A Conversation for 'The Lord of the Rings: The Fellowship of The Ring' (2001) - Film Review

Action Versus Drama

Post 1

Stavro Meuller Beta

I was reluctant to see Lord of the Rings: Fellowship of the Ring, so that until it had almost left the theater I avoided it. My worry? As a devoted Tolkien fan who has read Lord of the Rings a half-dozen times, I was worried I'd like it too much, that the images f the movie would supplant my own when rereading the novel. So when I finally went, I was expecting to like it.

Therefore it was with a positive attitude I saw the movie, and was suprised when I didn't like it at all.

I don't want to critique the movie as compared to the book; that would be unfair and frutless, apples to oranges. But let's look at it as a movie.

You get the flavor of a stroy with a great potential for drama, set in a detail-rich world that aches to be explored through dialogue and directing. But none of these possibilities are exploited.

The attraction of Tolkien's novel is largely due to it's tone and style. Of course the movie would have to be different: the scope and available resources make it impossible to translate book to screen with complete faithfulness to every detail. But tone and style could have been preserved to produce a work that was an epic drama in its own right.

What we did get was an action movie, and a really good one. It was a special-effects comic-book/dark heroes Hollywood extravaganza. The color in the movie was drab; the world bleak and hopeless, full of unfriendliness and menacing strangers.

In typical Hollywood comic-book fashion, the heros weren't noble, radiant, and powerful, but full of doubt and weakness, like ships menaced in a storm without a port to harbor in. An epic need not neccesarily be cliche, but in today's culture this fact is unkonwn. The movie could have been one of a tale of light versus dark, and good versus evil; instead it was scripted in the shape of ordinary people (albeit with above-average potential) that weren't sparkling heroes, but merely weren't as bad as the evil they set out against. Jackson should ahve had the daring to use characters like Aragorn as Tolkien did: not as an reluctant king in exile and full of self-doubt, but a powerful, noble man of great character who hides his nobility and power when he wishes to and has need, a man already tested and proven by sixty years of hard life.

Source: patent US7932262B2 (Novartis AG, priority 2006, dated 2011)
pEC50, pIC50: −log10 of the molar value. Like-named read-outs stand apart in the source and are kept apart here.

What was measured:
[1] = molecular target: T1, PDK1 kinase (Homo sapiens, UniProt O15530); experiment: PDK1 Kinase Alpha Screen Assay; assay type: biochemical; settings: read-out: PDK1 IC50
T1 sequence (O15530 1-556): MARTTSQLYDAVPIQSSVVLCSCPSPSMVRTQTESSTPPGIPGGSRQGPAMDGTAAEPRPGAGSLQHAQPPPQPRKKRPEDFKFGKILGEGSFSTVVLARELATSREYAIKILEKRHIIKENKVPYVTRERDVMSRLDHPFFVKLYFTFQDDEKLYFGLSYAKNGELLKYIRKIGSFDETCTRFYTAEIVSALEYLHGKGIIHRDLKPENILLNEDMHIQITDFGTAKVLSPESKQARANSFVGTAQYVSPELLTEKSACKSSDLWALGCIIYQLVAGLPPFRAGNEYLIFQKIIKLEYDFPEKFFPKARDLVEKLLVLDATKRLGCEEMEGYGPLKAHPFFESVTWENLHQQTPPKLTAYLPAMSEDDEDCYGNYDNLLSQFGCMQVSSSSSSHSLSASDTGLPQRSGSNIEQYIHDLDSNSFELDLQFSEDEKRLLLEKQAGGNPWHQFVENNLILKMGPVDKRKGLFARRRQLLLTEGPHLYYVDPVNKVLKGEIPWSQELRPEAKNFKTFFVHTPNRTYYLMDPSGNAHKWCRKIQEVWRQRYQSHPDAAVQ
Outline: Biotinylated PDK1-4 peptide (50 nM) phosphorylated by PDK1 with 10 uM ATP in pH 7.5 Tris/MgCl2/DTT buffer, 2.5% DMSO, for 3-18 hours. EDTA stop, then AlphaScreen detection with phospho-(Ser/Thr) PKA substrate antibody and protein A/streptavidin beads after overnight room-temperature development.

As an action movie, it was impressive. Each bad-guy was suitably larger and more fierce than the previous major bad-guy. A steady escalation that made the movie somewhat of a cinematic video-game. The final showdown between Aragorn and the invented, one-dimensional 'boss orc' was inserted not as a plot device, but merely so this action movie could have an action ending. And bad-guys in the film in general, from Sauron on down to the average orc (with exception of Saruman) weren't powerful in the etherial sense, but merely brutish and slimy, wearing stereotypically pointy and hard looking costuming (we are taught that the more ginsu knife-like the armor, the more senior the bad-guy).

Anytime a plot twist that might be subtle happens along, a contrived cut-away narration serves to keep the most literaily-deadened movie-goer keep track on the story.

And the entire movie has a timeline of a few weeks, the characters never staying in more than one location for more than a day. It leaves the audience feeling as though the movie is one long car-chase, with slimey baddies in place of cars. Though there was much richness hinted at (e.g. when Borimir blows his horn near the end of the film, shorlty before he's killed, Legolas knows the sound by name, indicating a world where there is a rich hidden history the audience sadly is never told of), the script would have been more consitent with the pace and style of the movie if these half-hearted allusions had been left out.

The real treats to watch were Sir McKellan and Legolas as rich characters, whose roles were not marred by cheap moments of comic-relief.

The movie takes a tale of great potential, and trades epic for urgent, grandeur for flashiness, and drama for action. As a drama it scores a four out of ten. Because of the tendancy to try to include too much, inconsistently distracting the viewer form action with unexplored details, it scores seve or eight out of ten as an action movie.

Action Versus Drama

Post 2


I think you have missed one of the points - which is that this is the first episode of a three part epic.


Action Versus Drama

Post 3

Stavro Meuller Beta

There's more to an epic than just length. A nine hour action movie in three parts is still an action movie. And a single two- or three-hour film can be epic if done properly, e.g. Gone With the Wind.

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